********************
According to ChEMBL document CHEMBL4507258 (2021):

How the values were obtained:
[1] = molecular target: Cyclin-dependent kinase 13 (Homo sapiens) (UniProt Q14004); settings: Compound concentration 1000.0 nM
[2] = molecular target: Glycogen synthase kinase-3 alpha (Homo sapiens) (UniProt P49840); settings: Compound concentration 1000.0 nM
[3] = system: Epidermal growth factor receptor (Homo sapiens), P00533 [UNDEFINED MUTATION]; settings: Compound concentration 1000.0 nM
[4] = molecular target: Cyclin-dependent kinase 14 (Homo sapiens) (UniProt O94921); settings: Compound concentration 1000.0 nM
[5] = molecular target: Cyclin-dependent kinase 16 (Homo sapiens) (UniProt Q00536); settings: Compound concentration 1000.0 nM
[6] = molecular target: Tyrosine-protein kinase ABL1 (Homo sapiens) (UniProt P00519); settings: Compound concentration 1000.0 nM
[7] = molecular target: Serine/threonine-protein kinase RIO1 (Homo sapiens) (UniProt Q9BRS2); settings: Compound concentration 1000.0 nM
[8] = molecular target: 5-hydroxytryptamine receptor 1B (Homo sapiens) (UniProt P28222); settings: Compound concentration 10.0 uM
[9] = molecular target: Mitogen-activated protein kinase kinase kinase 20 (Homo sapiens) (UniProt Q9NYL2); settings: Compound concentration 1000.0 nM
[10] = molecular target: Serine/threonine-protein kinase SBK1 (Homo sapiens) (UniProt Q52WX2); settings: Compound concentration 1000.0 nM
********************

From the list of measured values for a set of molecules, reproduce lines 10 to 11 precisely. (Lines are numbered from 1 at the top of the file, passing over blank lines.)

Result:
[8] = molecular target: 5-hydroxytryptamine receptor 1B (Homo sapiens) (UniProt P28222); settings: Compound concentration 10.0 uM
[9] = molecular target: Mitogen-activated protein kinase kinase kinase 20 (Homo sapiens) (UniProt Q9NYL2); settings: Compound concentration 1000.0 nM